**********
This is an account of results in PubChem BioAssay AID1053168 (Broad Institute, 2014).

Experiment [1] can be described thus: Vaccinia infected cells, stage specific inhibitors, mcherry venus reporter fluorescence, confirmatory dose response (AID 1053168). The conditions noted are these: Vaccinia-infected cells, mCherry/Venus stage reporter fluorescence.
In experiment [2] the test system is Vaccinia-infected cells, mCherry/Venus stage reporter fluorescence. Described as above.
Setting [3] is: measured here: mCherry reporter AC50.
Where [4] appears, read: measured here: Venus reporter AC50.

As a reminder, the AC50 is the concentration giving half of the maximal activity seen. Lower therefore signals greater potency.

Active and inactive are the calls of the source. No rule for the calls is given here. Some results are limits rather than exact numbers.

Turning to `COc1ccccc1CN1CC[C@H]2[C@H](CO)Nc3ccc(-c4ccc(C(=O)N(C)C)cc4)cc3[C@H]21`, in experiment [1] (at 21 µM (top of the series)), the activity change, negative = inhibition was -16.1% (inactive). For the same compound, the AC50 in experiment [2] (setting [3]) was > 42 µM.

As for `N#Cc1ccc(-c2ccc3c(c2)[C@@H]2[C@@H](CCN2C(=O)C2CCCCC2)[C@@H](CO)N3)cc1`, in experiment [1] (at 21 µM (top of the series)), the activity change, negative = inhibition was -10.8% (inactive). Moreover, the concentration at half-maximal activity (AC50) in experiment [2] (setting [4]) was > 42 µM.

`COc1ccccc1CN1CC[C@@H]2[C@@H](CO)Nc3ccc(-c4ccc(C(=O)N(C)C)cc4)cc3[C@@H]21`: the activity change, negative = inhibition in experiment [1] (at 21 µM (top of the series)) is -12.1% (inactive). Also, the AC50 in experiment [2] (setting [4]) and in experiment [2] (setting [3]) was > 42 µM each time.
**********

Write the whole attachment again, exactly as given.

This is an account of results in PubChem BioAssay AID1053168 (Broad Institute, 2014).

Experiment [1] can be described thus: Vaccinia infected cells, stage specific inhibitors, mcherry venus reporter fluorescence, confirmatory dose response (AID 1053168). The conditions noted are these: Vaccinia-infected cells, mCherry/Venus stage reporter fluorescence.
In experiment [2] the test system is Vaccinia-infected cells, mCherry/Venus stage reporter fluorescence. Described as above.
Setting [3] is: measured here: mCherry reporter AC50.
Where [4] appears, read: measured here: Venus reporter AC50.

As a reminder, the AC50 is the concentration giving half of the maximal activity seen. Lower therefore signals greater potency.

Active and inactive are the calls of the source. No rule for the calls is given here. Some results are limits rather than exact numbers.

Turning to `COc1ccccc1CN1CC[C@H]2[C@H](CO)Nc3ccc(-c4ccc(C(=O)N(C)C)cc4)cc3[C@H]21`, in experiment [1] (at 21 µM (top of the series)), the activity change, negative = inhibition was -16.1% (inactive). For the same compound, the AC50 in experiment [2] (setting [3]) was > 42 µM.

As for `N#Cc1ccc(-c2ccc3c(c2)[C@@H]2[C@@H](CCN2C(=O)C2CCCCC2)[C@@H](CO)N3)cc1`, in experiment [1] (at 21 µM (top of the series)), the activity change, negative = inhibition was -10.8% (inactive). Moreover, the concentration at half-maximal activity (AC50) in experiment [2] (setting [4]) was > 42 µM.

`COc1ccccc1CN1CC[C@@H]2[C@@H](CO)Nc3ccc(-c4ccc(C(=O)N(C)C)cc4)cc3[C@@H]21`: the activity change, negative = inhibition in experiment [1] (at 21 µM (top of the series)) is -12.1% (inactive). Also, the AC50 in experiment [2] (setting [4]) and in experiment [2] (setting [3]) was > 42 µM each time.